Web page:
Why Time Management is Dumb

Time management made smarter for dummies

Guest post by Kola Olaosebikan

You probably know lots of people that do their best work when they are sweating bullets under tight deadlines. Under the same conditions, others feel overwhelmed and stressed out. If you fall into the first category, much of this article will not apply to you – in particular, if you like tight deadlines AND you are a chronic procrastinator, you might want to click away from this post.

How Smart are SMART goals for YOUR Time Management?

You see, there is a general understanding that Specific, Measurable, Action-oriented, Realistic, and Time-constrained (SMART) goals are required in order to make progress in life and master time management. I really can’t argue with the profit that is to be gained from this method. However, SMART goals are being taken completely out of context these days (kind of like crocs—they belong on store shelves—not on your feet).

Do you really need a specific, measurable, action-oriented, realistic, time-driven modus operandi for your household chores? Or even your daily office work? Do you really need to construct that 5×5 matrix for your weekly schedule? Probably not. There is a better way to sort out your time management challenges.

On a personal note, I happen to work extremely well under pressure; however, I do have moments when I need some stress-free existence. It was during one of those periods of wanting zero stress that I discovered that there is a time and place for setting goals.

Sometimes, you need to forget about goals because setting goals when your mind, body, and soul are kicking against it will only drench you in stress, and consequently reduce your productivity.

The Case for un-SMART Time Management Goals

Heresy! I know, but the bottom line on time management is this: you need to pay attention to your patterns.

Are you much more productive when you don’t set goals 60% of the time and get SMART for the remaining 40%? Or do you need to set goals 80% of the time and be un-SMART for the remaining 20%?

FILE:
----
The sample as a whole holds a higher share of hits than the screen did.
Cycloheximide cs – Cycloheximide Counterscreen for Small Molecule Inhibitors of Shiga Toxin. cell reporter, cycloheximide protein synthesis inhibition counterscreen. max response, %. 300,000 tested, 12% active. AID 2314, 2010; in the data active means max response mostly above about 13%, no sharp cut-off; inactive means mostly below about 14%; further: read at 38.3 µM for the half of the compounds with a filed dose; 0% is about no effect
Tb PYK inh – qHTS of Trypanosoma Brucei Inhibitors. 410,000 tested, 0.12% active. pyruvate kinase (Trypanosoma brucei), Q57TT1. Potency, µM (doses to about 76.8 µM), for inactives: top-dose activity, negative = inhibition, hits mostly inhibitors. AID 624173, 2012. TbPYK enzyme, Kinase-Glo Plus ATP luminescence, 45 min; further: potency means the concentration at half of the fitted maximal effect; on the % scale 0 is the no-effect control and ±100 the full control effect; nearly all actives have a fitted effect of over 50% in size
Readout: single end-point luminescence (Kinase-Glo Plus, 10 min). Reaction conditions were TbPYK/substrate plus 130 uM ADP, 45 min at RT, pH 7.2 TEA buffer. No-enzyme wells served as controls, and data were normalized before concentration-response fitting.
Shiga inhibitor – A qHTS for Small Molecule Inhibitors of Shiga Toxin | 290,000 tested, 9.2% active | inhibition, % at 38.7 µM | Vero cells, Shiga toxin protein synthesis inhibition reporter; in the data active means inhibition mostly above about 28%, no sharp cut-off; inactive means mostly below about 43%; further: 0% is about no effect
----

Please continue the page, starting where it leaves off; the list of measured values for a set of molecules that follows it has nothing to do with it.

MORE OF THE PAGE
It will take some time to find your balance but it’s worth it. If your goals are stressing you out, and you spend most of your day beating yourself up for not “finishing your list”, you need to decide what is worth creating a goal for and when to create those goals.

Proceed with Caution

For those trying this out for the first time, I strongly recommend that you get into the habit of writing down the main activities that you complete during your un-SMART time. So instead of creating a list of things to do and checking them off as you go along, start with a blank sheet (or Microsoft Word document) and record your main activities as you go along. You will find that you get a lot more done than you would expect.

Icing on the Time Management Cake

The best part is, when you look at your list at the end of the day, you are not forced to focus on all the things that you didn’t achieve. Instead, you are rewarded with a list of all the things that you did achieve. Sounds bueno to me.

Does that sound good to you or do you have some other time management tips to share?

Kola Olaosebikan is a blogger, speaker, management consultant, and passionate investor in human capital. Last year, Kola managed to wander through four countries and her passion for travel will likely take her to several others this year (Brazil anyone?) Keep tabs on Kola at Beta Motivation.

Photo credit: Hryck

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  1. Annabel Candy August 13, 2010 at 3:10 pm - Reply

    Thanks Kola for writing this and sharing it with us. I love the idea of ending up with a list of things you’ve done at the end of the day instead of a list of things you wanted to do with just a few crossed out. That’s a great motivational tip. Thank you.

    • Kola August 14, 2010 at 6:25 am - Reply